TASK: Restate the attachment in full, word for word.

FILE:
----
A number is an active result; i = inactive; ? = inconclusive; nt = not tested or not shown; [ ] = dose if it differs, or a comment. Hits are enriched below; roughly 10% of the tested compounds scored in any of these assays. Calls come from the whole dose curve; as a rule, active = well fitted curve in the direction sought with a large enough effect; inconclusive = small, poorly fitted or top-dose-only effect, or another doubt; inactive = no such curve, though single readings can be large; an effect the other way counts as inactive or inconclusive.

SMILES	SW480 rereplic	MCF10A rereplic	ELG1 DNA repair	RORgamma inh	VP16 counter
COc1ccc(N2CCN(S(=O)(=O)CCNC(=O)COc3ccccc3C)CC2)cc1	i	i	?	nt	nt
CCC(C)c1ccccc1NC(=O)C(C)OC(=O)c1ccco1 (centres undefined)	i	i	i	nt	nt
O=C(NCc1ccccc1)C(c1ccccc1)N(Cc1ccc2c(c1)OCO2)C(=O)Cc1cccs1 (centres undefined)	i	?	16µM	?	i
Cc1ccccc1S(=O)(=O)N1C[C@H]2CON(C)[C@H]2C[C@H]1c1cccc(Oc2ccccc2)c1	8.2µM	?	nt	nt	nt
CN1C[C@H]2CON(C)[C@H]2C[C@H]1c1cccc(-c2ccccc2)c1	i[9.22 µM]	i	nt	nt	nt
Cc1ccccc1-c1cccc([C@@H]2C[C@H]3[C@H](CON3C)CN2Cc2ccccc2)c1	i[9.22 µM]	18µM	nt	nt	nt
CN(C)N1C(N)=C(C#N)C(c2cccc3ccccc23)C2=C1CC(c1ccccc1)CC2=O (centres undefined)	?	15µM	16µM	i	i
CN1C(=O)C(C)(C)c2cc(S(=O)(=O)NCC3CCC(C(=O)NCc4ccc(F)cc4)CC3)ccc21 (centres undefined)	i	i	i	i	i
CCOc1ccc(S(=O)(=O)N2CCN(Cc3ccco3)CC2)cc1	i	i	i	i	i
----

A number is an active result; i = inactive; ? = inconclusive; nt = not tested or not shown; [ ] = dose if it differs, or a comment. Hits are enriched below; roughly 10% of the tested compounds scored in any of these assays. Calls come from the whole dose curve; as a rule, active = well fitted curve in the direction sought with a large enough effect; inconclusive = small, poorly fitted or top-dose-only effect, or another doubt; inactive = no such curve, though single readings can be large; an effect the other way counts as inactive or inconclusive.

SMILES	SW480 rereplic	MCF10A rereplic	ELG1 DNA repair	RORgamma inh	VP16 counter
COc1ccc(N2CCN(S(=O)(=O)CCNC(=O)COc3ccccc3C)CC2)cc1	i	i	?	nt	nt
CCC(C)c1ccccc1NC(=O)C(C)OC(=O)c1ccco1 (centres undefined)	i	i	i	nt	nt
O=C(NCc1ccccc1)C(c1ccccc1)N(Cc1ccc2c(c1)OCO2)C(=O)Cc1cccs1 (centres undefined)	i	?	16µM	?	i
Cc1ccccc1S(=O)(=O)N1C[C@H]2CON(C)[C@H]2C[C@H]1c1cccc(Oc2ccccc2)c1	8.2µM	?	nt	nt	nt
CN1C[C@H]2CON(C)[C@H]2C[C@H]1c1cccc(-c2ccccc2)c1	i[9.22 µM]	i	nt	nt	nt
Cc1ccccc1-c1cccc([C@@H]2C[C@H]3[C@H](CON3C)CN2Cc2ccccc2)c1	i[9.22 µM]	18µM	nt	nt	nt
CN(C)N1C(N)=C(C#N)C(c2cccc3ccccc23)C2=C1CC(c1ccccc1)CC2=O (centres undefined)	?	15µM	16µM	i	i
CN1C(=O)C(C)(C)c2cc(S(=O)(=O)NCC3CCC(C(=O)NCc4ccc(F)cc4)CC3)ccc21 (centres undefined)	i	i	i	i	i
CCOc1ccc(S(=O)(=O)N2CCN(Cc3ccco3)CC2)cc1	i	i	i	i	i